Where did the power icon come from, anyhow? The jury is still out on that question, but the "stop" icon is explained here. The history of design is fantastic; it's almost like tracing back a pictorial linguistic thread.
We spent most of tonight working on content for the upcoming release. Or I should say we spent a long time trying to figure out the organization scheme of different hierarchies and how much curation work they'd need to become useful (the answer, more often than not, was "a lot"). Among other things, we found lessons on how to maintain a chainsaw. Especially in a way that's approved by New Zealand.
Organizing information is hard. How do you push around raw thoughtstuff? It's easier when you verbalize or symbolize and then draw/write them, easier to manipulate and sort things with some element of physicality. But information? I don't even know where to start sometimes.
When I don't know what to do, I either freeze, ask for help, or (with increasing frequency now) just try making something. It's the ask-forgiveness-not-permission philosophy; I bank on the tendency of those older and wiser than me to lunge forward and catch me before I injure anything and show me a Better Way to do things. Last night, after witnessing my flat-footed mangling of the OLPC wiki, SJ gave me a mini-lecture on how to create pages with information organized in an elegant fashion, writing the style guide as he went. (And after going back and renaming and relinking all the Jam pages, I will never forget that lesson.)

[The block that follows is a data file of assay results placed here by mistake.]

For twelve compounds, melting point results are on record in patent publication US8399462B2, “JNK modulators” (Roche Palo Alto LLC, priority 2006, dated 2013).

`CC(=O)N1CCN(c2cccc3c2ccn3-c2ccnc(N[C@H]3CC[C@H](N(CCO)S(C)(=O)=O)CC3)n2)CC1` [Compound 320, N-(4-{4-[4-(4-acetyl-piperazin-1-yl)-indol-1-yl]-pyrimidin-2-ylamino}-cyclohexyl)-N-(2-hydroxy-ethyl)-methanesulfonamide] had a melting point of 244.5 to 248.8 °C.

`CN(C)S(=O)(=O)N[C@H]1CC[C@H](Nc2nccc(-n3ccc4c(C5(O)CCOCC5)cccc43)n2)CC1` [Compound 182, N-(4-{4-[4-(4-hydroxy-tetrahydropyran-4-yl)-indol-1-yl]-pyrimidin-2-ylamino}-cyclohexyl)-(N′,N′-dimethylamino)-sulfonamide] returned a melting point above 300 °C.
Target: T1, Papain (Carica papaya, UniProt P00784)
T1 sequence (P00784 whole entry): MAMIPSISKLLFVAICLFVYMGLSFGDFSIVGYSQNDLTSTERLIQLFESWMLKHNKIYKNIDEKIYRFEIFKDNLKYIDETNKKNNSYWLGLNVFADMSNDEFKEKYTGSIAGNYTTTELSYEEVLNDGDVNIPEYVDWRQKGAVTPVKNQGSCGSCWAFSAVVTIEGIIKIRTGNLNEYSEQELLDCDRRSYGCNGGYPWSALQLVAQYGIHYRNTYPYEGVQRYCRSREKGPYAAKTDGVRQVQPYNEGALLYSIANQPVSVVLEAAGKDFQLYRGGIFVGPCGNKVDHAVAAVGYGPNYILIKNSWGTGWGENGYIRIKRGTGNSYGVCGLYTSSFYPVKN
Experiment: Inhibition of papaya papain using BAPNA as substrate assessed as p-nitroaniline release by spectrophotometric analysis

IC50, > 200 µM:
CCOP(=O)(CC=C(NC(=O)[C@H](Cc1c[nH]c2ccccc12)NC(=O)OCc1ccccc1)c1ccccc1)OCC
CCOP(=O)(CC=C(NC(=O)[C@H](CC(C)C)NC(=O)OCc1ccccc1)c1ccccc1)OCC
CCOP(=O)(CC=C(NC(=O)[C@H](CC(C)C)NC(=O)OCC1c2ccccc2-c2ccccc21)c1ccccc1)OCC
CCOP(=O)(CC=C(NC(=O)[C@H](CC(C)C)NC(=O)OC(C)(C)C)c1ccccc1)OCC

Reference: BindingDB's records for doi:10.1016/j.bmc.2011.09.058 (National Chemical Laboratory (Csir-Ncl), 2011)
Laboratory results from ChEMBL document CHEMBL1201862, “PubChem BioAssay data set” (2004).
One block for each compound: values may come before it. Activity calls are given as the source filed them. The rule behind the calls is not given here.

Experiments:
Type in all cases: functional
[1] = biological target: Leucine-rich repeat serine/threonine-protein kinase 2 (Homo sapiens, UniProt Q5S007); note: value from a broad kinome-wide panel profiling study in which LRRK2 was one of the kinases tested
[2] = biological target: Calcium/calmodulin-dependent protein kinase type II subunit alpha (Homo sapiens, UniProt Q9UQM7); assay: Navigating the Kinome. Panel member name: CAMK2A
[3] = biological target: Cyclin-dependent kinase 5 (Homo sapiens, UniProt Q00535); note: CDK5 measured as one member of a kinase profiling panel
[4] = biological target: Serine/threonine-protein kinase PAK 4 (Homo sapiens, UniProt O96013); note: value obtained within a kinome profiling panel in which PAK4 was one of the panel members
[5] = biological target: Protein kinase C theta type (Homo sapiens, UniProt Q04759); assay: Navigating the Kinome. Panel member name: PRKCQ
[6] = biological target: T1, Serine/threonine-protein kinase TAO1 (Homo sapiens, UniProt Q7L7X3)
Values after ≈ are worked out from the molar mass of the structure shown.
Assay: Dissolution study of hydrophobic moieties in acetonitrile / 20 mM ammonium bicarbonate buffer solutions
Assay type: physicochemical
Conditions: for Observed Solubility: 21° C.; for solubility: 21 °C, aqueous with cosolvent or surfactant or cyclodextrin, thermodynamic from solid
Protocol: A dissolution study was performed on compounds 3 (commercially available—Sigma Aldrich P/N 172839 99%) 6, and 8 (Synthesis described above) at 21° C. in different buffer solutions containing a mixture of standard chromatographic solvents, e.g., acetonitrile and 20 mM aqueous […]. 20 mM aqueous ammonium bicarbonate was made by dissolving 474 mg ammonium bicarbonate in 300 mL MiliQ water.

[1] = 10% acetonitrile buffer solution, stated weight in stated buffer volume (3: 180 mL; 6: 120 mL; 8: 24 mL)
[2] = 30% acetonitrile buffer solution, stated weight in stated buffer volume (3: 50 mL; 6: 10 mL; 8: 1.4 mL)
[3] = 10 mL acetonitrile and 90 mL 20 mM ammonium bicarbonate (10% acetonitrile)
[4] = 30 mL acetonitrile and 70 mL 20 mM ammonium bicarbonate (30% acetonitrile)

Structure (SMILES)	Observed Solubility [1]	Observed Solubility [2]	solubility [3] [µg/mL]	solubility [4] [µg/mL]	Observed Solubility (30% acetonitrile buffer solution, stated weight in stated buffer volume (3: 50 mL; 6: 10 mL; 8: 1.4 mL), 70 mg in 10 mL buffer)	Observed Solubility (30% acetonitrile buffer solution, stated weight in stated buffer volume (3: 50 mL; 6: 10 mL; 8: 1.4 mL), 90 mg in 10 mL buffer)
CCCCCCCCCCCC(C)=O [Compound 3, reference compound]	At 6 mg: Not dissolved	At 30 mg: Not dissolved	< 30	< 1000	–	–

Working on "fuzzy" things, working with people, coordinating folks you may have never met in person, jumping into something while only hearing snippets of a conversation that has been going on without you for weeks if not years... it's tough. No taking a project into the back room and hacking. No being a Plant. In fact, Cliff (from Apache) said today that even with technical things, independent code modules, they'd run into problems there when someone just went off and Made Something without trying to get to know the way the community worked first.
If I ever had any doubts as to whether non-technical work was "just as hard" as technical work, they have all been erased now (in fact, at least four or five times a day, I find myself thinking that it would be so much easier to be a coder or an engineer.) But hard is good. It means you're learning.